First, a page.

My mother’s father was born in 1929 in Semipalatinsk region. He didn’t participate in the war because he was a child at that time, but he lost many of his relatives at this war. He graduated from state farm secondary school in 1948 and worked as an agriculturist in different state farms and collective farms.

My mother’s mother was born in 1930 also in Semipalatinsk region. Her father has been called on war, where he died near Kursk. She graduated from Female Pedagogical Institute in Almaty in1952. After that, she returned back at home and worked there as a teacher of Kazakh language. Nowadays my mother’s parents are pensioners. They live in Oskemen city and every summer I visit them.

I started my essay talking about heavy period in which they lived when they were young. Now they are old people, some of them have died. I think that everyone should give more attention to their grandparents. They require it.

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Unedited Versions of Three Babushkis Stories

Yesterday we had three babushki ladies come to our classroom to tell their whole long life story in a short 15 minutes each.  A tall order for all three because eachof them has led such a rich life.  They are grateful to still be alive and were very happy to visit our university and meet the younger generation representative of Kazakhstan.  These ladies are lonely and living with their memories. It was as refreshing for them to tell their stories as it was for my students who eagerly soaked it in with their notetaking.  The following is Rahkhat’s account from what she wrote in English from her copious notes in Russian.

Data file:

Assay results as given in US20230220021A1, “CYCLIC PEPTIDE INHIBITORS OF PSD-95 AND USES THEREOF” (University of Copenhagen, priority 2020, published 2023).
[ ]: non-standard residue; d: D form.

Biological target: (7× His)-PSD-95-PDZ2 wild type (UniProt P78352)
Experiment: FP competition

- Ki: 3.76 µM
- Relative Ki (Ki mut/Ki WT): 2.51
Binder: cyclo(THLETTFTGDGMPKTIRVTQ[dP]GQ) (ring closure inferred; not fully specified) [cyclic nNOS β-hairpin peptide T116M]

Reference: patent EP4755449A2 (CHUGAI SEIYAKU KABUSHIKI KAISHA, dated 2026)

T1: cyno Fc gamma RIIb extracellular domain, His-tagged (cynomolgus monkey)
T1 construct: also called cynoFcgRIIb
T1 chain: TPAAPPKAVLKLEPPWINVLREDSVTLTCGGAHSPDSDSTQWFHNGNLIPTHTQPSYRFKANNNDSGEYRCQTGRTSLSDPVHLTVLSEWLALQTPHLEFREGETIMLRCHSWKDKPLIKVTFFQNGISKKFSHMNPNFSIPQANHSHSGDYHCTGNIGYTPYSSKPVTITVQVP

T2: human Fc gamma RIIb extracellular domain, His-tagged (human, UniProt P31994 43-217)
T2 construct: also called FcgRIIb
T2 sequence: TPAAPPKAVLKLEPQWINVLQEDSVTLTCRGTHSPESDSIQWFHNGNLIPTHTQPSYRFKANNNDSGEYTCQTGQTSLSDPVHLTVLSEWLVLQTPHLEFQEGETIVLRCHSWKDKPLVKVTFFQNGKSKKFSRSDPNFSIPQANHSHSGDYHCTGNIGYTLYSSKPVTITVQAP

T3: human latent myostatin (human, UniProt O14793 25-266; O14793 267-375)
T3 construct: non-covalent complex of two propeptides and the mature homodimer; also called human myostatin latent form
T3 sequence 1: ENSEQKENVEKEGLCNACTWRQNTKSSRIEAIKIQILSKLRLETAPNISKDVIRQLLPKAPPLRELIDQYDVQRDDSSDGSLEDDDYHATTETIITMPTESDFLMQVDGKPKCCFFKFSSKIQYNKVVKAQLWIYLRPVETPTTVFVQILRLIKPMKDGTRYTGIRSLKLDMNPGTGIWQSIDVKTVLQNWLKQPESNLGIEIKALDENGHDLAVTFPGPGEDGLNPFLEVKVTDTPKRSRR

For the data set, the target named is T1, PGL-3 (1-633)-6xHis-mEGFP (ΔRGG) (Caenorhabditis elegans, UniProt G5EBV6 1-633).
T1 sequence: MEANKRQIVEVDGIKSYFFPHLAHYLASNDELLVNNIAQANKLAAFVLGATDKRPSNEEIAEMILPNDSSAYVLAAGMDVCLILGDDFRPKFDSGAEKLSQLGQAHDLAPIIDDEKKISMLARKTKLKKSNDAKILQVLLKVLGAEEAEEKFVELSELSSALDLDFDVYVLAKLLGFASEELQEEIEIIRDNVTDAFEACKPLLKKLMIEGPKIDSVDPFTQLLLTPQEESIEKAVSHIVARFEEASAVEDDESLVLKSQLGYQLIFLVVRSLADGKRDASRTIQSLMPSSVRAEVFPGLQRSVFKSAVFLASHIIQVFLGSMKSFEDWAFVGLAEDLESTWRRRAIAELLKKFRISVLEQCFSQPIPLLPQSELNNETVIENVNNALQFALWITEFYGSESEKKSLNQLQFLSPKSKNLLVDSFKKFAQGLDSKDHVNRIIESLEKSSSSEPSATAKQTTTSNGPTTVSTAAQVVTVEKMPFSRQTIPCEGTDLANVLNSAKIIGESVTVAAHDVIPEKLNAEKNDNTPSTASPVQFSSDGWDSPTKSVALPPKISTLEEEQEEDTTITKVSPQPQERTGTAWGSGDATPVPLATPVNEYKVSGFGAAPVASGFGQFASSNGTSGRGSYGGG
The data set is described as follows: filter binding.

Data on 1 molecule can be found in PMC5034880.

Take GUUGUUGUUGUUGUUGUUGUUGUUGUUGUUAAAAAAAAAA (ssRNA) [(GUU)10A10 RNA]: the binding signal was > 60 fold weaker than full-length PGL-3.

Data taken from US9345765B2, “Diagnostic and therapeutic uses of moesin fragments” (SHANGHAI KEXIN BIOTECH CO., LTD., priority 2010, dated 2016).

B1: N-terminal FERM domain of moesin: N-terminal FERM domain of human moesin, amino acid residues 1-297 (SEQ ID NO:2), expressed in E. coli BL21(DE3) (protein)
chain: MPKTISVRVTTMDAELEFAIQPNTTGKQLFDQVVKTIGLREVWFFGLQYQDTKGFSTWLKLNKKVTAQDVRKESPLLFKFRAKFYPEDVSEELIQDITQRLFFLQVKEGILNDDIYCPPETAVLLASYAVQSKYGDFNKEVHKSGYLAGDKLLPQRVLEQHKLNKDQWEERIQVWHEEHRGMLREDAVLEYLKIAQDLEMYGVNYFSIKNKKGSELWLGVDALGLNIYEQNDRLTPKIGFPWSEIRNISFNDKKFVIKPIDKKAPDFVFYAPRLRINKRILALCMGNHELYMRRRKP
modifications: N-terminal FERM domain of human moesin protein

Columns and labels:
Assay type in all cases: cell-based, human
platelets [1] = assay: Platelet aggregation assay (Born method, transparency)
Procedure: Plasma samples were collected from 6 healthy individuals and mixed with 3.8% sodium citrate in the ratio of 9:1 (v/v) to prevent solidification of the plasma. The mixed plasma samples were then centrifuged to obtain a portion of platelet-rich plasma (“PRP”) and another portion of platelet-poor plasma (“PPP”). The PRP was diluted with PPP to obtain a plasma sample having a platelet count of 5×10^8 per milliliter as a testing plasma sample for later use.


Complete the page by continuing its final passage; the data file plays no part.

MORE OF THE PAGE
#1 – Valentina Romanovna was born in 1930 in village. Her family consisted of 9 people: 3 died, 4 were living, but it couldn’t be called as living. During Great Patriotic War, the living conditions were very beggarly and often there was absolutely nothing to eat. She remembered when they had to eat seeds of flowers or even skin of some animals. They were all poisoned and subsequently it affected their health, because nowadays they are all having problems with stomach. It was really hard times!

Valentina was only 10 years old, when the war broke out. She actually finished the first class and that’s it. When it was very cold, nobody visited school, since there were no conditions to study at all. However the main reason of it is that she had to work together with adults. Her first job was working as a nurse in hospital, and then she worked as a teacher in kindergarten. There were times when she even had to look after calves, those of whom usually children are afraid of! Once one of her calves got sick, Valentina was to be judged or sent to an exile. She was stubborn girl and she decided to be sent to banishment, while her mother tried to convince her to go to chairman and to apologize to him. Eventually she stayed in kolkhoz.